Common Mistakes Field Sales Reps Make and How to Fix Them
April 17, 2023
In a perfect world, a field sales representative's pitch would always be flawless, and they'd always hear a resounding "yes" from prospective buyers. But this isn't a perfect world. Field sales reps face many challenges in their line of work, and a minor mistake can make or break a deal. Here are six common mistakes field sales reps make and how you can avoid making them.
Not listening to the customer.
Failing to do research.
Prioritizing product benefits over solutions for the customer.
Talking to the wrong people.
Trashing the competition.
Not learning to properly utilize your resources.
1. Not listening to the customer.
When you're selling a product or service, it can be tempting to talk a lot. After all, you know what you're selling, its features and benefits, and you're eager to close a deal. But that can come across as pushy. And if there's one thing customers don't like, it's pushy sales reps.
A better tactic is to ask open-ended questions. Those are the questions that can’t be answered with a simple “yes” or “no.” Also, sales reps should listen to the customer more than they talk. Many people argue that a field sales rep’s ratio of listening to talking should be around 60% listening and 40% talking. In fact, a recent study by Sales Hacker discovered that top-performing sales reps listened about 57% of the time and spoke about 43% of the time on average when meeting with a prospective customer.
2. Failing to do research.
It used to be that field sales reps had to rely on their gut instincts and frequent interactions to understand their customer base. But instinct and face-to-face talks can only tell you so much about your customer's pain points, goals, and dealings with other vendors. But the field sales landscape today runs on data and research. Failing to research the customer’s background, industry, pain points, goals, and obstacles can seriously limit a field sales rep’s ability to know what questions to ask and which product or service will best fit their needs.
Research and preparation are the keys to success. Before initiating contact with a prospective customer, field sales reps should research a sales prospect’s company, industry, and competition. Preparation helps sales reps customize their sales pitch and highlight the right benefits that will help convince a sales prospect to become a customer.
3. Prioritizing product benefits over solutions for the customer.
As a field sales rep, it’s tempting to talk at length about your product’s features and benefits. But customers aren’t interested in what a product has. They’re interested in how the product can solve their problems. It’s important for field sales reps to focus on the value their product provides to the customer, not on the bells and whistles the product has.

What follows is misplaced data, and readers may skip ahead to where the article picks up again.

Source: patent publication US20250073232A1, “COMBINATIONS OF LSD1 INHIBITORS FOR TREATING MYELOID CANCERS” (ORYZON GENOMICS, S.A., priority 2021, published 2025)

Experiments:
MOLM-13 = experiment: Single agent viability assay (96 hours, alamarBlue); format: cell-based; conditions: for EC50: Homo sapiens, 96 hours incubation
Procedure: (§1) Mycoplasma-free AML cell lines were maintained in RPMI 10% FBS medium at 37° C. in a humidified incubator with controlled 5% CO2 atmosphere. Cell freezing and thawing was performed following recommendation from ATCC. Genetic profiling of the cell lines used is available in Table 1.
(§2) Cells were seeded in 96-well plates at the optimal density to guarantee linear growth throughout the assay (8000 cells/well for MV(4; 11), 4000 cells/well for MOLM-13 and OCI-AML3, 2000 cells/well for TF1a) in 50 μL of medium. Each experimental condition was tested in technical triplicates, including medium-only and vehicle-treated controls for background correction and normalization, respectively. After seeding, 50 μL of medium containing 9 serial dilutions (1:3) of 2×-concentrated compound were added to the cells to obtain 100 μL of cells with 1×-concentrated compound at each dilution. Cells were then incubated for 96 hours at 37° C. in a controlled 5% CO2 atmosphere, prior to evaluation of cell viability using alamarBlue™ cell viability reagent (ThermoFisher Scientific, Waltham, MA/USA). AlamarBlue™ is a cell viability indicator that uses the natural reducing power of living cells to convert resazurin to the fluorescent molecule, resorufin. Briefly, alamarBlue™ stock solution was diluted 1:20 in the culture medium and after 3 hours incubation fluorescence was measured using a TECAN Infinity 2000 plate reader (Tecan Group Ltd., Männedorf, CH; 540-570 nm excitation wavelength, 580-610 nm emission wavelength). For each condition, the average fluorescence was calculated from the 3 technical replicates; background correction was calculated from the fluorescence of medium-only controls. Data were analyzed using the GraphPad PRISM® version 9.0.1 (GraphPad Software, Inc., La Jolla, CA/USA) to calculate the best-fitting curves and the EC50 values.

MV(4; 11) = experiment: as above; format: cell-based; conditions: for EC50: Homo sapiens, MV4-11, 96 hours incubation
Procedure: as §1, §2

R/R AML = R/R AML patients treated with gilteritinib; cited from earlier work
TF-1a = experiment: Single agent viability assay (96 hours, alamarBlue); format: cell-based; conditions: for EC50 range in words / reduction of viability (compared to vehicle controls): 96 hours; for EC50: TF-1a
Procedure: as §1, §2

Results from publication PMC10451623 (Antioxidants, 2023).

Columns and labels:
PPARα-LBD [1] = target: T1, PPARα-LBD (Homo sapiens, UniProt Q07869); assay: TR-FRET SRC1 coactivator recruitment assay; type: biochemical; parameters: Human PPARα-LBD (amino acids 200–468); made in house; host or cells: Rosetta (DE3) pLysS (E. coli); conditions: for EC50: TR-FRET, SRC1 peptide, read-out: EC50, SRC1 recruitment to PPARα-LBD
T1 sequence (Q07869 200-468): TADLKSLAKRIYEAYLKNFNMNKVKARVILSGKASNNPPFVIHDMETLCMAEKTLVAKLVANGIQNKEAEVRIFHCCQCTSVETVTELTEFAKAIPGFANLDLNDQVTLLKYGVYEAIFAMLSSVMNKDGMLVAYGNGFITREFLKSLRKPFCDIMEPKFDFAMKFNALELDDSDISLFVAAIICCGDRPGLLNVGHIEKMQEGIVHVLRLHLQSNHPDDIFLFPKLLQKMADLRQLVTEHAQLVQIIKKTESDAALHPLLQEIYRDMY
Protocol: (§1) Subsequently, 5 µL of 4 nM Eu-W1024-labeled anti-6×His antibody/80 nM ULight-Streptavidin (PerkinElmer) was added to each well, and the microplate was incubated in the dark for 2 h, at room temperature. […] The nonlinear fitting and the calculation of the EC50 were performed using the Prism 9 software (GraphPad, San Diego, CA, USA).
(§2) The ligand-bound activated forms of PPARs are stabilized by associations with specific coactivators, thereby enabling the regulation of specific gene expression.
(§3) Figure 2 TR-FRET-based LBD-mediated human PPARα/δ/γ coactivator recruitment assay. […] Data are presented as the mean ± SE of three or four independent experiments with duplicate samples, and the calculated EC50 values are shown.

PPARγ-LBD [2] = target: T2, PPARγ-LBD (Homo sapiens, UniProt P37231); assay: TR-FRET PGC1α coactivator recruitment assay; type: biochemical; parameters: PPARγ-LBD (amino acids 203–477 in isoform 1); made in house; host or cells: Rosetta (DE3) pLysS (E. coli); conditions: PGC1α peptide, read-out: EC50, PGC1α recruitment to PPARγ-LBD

4. Talking to the wrong people.
It’s important for the field sales team to focus their energy on pitching to people who have the authority to make purchase decisions for their organization. If a sales rep focuses their attention on pitching to the wrong person, that person then has to take the information up the chain to the person who actually can make the decision to buy. In a case like this, all the nuance of the sales rep’s perfectly crafted sales pitch will get lost in translation. Part of a sales rep’s research before reaching out to a prospective buyer should include learning who makes the buying decisions and how best to contact them.
5. Trashing the competition.
Whether you love them or you hate them, your competition should never be badmouthed about in front of a sales prospect. Trash-talking your direct competitors comes across as unprofessional at best and downright tasteless at worst. This is especially true if the prospective buyer has had a good experience with the competitor in the past. Instead, a field sales rep should focus on how their product is a better fit for the prospective buyer than the products offered by competitors.
6. Not learning to properly utilize your resources.
Even the most talented field sales reps can’t do their jobs well without the right tools and the ability to understand how to get the most out of them. The sales reps who can use research to understand their prospective buyers, get in touch with the right people at those organizations, and tailor their sales pitch to fit their customers' needs are the sales reps who will be the most successful.
It takes the right sales enablement tools to bring those resources together and get the job done. That’s where Perenso comes in. With Perenso’s sales enablement tool, field sales reps can collect data about sales prospects, customize reporting to suit their needs, automate time-consuming tasks to free up their time to spend with customers, and more.
If you're wondering whether Perenso's sales enablement tool can help you boost your field sales, schedule a demo and speak with an expert to find out more.